Chapter 1 provides a great framework for outlining your speech. As a review, start by using your main points as the major headings in your outline. Leave at least five lines between each heading. As you plug in the supporting evidence in the lines under each point, consider what information would be interesting and compelling. If you can't find at least three supporting elements for a particular main point then you may consider combining it with another main point. In the case of a speech, less is more. Your audience is more likely to remember fewer, points that drive home a strong message than a long list of points that aren't compelling.
As you organize your outline, shift the main points around to match the order you plan to present them. You'll add other interesting, helpful and even amusing details as you continue planning your talk.
This step is essential to developing an effective speech. Essentially there are two categories of research: primary and secondary. Primary research is research you conduct yourself while secondary research is already available through books, publications, study, articles, and other means.
Here are some ways you can gather information for your speech:
Interviews: Think of the person or organization that could offer the best insight on the topic of your speech and set up an interview. Interviews may be conducted by phone or face-to-face. Most organizations have a media or press office and will help you connect with the right person; you just need to reach out to them. Whether your interview is by phone or in person, you should have at least 10 thought-provoking questions prepared. They should be open-ended, challenging questions and you need to leave space for final comments. Before the interview, get some background information on the company through pamphlets, brochures, and other materials.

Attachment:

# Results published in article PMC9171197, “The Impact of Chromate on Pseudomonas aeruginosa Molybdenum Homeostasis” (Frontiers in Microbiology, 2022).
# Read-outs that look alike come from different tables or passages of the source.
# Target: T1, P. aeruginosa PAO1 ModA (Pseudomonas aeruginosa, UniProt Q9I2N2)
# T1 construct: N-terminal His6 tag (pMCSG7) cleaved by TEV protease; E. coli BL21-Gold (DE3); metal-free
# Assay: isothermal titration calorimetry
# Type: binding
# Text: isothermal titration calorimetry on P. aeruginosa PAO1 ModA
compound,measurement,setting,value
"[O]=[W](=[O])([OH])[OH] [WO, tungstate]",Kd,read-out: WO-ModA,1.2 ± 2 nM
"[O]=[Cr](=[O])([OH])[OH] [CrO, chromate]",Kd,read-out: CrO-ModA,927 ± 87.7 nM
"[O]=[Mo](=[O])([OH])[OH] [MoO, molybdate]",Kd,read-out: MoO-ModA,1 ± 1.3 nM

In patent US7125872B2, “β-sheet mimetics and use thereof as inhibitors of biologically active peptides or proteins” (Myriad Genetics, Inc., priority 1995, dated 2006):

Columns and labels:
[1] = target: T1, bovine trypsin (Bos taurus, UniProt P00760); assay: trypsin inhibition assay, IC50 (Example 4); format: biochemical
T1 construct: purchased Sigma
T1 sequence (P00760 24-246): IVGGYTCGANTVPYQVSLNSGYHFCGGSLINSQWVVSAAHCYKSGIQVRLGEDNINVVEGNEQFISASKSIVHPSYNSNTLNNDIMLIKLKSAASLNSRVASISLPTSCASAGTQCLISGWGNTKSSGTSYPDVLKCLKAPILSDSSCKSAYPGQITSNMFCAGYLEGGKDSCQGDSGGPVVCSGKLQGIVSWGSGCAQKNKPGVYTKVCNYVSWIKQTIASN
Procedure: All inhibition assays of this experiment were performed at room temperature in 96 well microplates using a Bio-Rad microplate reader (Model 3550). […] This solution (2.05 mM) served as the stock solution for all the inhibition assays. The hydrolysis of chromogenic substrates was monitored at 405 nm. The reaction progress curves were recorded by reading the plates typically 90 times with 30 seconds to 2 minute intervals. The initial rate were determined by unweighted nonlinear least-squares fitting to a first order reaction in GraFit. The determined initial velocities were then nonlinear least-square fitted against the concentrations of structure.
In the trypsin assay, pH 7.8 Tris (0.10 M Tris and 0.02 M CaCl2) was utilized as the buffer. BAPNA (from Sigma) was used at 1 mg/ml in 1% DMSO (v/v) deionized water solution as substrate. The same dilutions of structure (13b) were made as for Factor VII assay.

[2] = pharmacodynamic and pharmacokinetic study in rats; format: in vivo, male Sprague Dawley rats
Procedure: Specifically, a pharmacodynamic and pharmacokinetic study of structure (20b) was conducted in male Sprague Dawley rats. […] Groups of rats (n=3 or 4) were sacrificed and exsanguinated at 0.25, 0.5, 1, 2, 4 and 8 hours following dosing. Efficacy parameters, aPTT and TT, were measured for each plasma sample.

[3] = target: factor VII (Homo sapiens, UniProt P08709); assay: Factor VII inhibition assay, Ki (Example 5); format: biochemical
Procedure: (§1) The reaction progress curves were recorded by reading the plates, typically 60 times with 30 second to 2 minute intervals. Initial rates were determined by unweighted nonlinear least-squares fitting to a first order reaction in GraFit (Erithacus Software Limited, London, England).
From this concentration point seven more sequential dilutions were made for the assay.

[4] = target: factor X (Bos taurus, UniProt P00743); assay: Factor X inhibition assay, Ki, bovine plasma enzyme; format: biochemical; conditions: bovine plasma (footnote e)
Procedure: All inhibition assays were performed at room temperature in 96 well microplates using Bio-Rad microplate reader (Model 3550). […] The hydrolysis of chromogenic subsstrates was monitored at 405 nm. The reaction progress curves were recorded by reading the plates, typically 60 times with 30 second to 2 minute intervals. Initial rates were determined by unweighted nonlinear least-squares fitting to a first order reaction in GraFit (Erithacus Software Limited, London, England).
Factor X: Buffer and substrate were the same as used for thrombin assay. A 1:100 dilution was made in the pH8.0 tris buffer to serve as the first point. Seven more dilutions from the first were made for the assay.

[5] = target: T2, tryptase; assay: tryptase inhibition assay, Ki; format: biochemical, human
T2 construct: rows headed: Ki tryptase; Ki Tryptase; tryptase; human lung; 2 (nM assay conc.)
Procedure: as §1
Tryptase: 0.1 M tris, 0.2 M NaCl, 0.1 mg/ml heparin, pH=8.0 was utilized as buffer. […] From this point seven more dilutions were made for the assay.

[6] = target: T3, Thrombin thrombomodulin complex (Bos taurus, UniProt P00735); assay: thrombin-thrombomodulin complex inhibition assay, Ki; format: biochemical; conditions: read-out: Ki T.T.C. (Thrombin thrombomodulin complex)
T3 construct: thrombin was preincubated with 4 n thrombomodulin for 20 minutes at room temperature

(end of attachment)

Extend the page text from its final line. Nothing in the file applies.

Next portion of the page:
Surveys: These serve as primary research if you conduct them yourself or secondary research if you get them from the library or research company. If you develop your own survey, try not to make it too long or you won't get many responses. You should include mostly multiple choice questions that include an "other" alternative so respondents can write in an answer.
Computer Searches: Though computer searches offer an easy and quick method for gathering information, you should be wary of research you get off the Internet. Check the source to ensure that it's reputable and look at the site for clues on whether it's updated regularly. Also, keep good records of the information that you use and where you got the information.
Periodicals – Newspaper, Magazines, and Other Publications: Magazines, journals, and newspapers have current information on a variety of topics. Books take a more in depth approach and are often written by experts on a particular subject matter. Though periodicals may or may not be written by subject matter experts, they have the timeliest data. As with other sources, always cite where you got the information.